Now, normally a silly conversation between friends while drinking would not still be on my mind four days after the fact, because normally a silly conversation between friends while drinking amounts to “I SERIOUSLY LOVE YOU SO MUCH” and “BUT LIKE, LITERALLY, YOU’RE MY BEST FRIEND.” In this instance, however, I had perhaps been fishing to hear something very specific, something I think I already know, but I still wanted to hear from someone else. I know, I know, it was sneaky of me to spend part of an evening setting up a friend to say something I wanted to hear, and it was even sneakier to do it at his own engagement party, but I actually didn’t intend to bring it up at all throughout the course of the night. It surfaced after he said something offhand about it first, which obviously meant all bets were off, opening the floodgates of speculation, scenario planning and more than one “but do you really think so?”s on my part.

There are girls in this world who don’t need to hear something from someone else for it to be valid, girls who can know something completely enough that they can sit with the information on their own and feel secure. In some aspects of my life, I can be that girl, but in others, I’m the complete opposite; I turn into the one who asks the same question up, down and sideways, the one who says “Are you sure?” as a reaction to everything, the one who wants to believe something really badly but can’t just trust her instincts. I appreciate when friends cater to my self-indulgent need for validation from others, telling me I don’t look puffy following a bad night of sleep (when I totally did), or that my hair doesn’t look like a bad mix of a rat’s nest and a lion’s mane (which it usually does), and that I don’t look ill because I haven’t filled in my eyebrows (IT CHANGES YOUR FACE). But I also appreciate when one of them follows up those words with “but,” because I know they’re about to steer away from what I want to hear into what I need to hear, guiding me off of a fairy tale pedestal into the reality of whatever situation I’m stuck navigating.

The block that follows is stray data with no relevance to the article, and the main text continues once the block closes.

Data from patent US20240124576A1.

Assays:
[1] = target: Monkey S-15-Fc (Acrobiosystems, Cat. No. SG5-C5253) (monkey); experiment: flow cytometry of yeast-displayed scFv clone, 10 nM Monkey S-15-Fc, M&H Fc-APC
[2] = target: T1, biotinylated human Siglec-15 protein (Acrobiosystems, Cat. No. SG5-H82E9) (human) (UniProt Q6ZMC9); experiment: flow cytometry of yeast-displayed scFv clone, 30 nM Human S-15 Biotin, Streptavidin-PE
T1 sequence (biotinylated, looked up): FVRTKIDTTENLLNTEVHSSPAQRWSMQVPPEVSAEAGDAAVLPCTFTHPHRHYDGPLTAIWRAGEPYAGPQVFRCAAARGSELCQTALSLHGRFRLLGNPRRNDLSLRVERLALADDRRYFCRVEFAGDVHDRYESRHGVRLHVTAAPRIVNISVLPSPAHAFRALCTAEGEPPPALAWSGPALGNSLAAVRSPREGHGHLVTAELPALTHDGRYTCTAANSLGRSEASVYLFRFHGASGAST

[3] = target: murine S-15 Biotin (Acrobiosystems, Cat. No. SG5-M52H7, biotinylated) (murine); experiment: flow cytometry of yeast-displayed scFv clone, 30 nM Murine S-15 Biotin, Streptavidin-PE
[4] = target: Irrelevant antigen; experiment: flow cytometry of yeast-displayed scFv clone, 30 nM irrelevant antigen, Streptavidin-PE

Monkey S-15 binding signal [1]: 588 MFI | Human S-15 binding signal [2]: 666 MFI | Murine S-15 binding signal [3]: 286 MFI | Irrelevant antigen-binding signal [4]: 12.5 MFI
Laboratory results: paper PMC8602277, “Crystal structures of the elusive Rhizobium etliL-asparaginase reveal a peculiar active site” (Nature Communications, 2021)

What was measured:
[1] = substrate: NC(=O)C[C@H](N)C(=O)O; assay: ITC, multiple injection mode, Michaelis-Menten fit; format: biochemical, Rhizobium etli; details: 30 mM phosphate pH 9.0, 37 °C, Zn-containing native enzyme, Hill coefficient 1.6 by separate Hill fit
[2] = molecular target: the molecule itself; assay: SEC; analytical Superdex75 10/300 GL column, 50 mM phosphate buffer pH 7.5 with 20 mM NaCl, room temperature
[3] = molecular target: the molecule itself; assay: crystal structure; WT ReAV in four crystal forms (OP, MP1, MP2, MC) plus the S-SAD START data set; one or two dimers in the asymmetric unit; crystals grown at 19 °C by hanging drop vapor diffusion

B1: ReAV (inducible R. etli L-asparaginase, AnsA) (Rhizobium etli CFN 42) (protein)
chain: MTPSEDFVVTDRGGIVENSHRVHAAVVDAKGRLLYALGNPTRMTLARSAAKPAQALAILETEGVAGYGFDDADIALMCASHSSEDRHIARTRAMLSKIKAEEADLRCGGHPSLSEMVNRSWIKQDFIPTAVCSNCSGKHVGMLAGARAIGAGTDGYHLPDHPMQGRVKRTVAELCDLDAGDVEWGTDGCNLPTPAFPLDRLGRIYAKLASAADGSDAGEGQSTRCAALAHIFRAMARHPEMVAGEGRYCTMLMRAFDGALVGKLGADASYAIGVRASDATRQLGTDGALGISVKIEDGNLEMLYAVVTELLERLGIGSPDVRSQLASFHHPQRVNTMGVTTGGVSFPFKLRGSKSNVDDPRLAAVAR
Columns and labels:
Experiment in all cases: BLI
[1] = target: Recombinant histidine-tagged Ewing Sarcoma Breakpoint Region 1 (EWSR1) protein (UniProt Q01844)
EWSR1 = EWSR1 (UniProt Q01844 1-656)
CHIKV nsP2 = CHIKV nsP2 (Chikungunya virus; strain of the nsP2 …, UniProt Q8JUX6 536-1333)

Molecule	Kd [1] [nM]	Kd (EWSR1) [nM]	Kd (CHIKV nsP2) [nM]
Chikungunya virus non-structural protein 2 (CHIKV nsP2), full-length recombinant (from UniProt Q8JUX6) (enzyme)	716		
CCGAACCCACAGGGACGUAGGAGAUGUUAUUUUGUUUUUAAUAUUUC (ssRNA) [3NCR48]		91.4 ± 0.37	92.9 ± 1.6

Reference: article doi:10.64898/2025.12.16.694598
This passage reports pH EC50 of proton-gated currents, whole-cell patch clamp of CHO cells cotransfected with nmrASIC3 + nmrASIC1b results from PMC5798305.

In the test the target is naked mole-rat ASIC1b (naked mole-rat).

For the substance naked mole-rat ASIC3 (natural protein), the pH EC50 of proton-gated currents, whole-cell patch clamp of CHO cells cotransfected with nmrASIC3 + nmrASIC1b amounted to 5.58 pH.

Having already discussed the topic to pieces on Saturday, I don’t intend to bring it up again. The words aren’t imperative to my general well-being and to be honest, I think, instinctively, I know where the conversation went after that “but.” I’m sure this weekend or the one after, H and I will find ourselves locked in a conversation in a loud bar somewhere again, maybe shouting “NO SERIOUSLY, YOU’RE THE BEST” and “LEGIT, THIS IS THE MOST FUN I’VE EVER HAD,” and I’m sure a combination of loud noise, a thick accent and a drink (or two) will create another half-memory to ponder while eating chips on my couch the next day. For now, I’ll enjoy the memory for exactly what it is: a sentence I’d been hoping to hear, in a good chat with a great person, in the middle of a night of drinking and dancing, surrounded by all my favorite people and love.